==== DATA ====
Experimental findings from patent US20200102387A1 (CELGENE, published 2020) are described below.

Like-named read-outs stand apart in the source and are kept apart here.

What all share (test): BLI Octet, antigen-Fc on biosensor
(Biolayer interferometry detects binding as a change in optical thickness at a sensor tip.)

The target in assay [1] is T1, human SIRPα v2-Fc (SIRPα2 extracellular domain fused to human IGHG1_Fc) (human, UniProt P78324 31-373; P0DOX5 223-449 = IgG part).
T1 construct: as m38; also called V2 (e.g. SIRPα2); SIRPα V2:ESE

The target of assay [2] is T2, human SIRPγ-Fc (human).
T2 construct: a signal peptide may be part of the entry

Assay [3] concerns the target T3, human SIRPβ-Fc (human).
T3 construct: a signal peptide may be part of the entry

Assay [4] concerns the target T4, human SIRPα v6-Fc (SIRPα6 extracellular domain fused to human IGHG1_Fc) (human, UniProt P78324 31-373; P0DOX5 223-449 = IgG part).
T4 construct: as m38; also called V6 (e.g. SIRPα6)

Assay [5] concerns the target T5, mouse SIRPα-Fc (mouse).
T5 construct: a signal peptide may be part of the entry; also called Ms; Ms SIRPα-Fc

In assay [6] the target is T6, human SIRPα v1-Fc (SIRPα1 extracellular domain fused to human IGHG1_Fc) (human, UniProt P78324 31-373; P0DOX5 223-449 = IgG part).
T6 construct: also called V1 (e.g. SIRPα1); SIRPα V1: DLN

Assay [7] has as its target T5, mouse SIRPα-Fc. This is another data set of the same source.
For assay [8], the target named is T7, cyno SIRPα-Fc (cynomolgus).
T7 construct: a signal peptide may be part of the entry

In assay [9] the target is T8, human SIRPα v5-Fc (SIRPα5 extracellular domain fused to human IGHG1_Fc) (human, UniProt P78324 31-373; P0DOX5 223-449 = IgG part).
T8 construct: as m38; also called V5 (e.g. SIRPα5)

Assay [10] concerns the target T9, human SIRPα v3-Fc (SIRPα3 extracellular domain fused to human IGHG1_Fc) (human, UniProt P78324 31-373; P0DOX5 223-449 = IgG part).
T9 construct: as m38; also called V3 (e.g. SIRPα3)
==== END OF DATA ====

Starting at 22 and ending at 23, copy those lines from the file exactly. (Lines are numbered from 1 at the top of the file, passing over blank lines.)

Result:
Assay [10] concerns the target T9, human SIRPα v3-Fc (SIRPα3 extracellular domain fused to human IGHG1_Fc) (human, UniProt P78324 31-373; P0DOX5 223-449 = IgG part).
T9 construct: as m38; also called V3 (e.g. SIRPα3)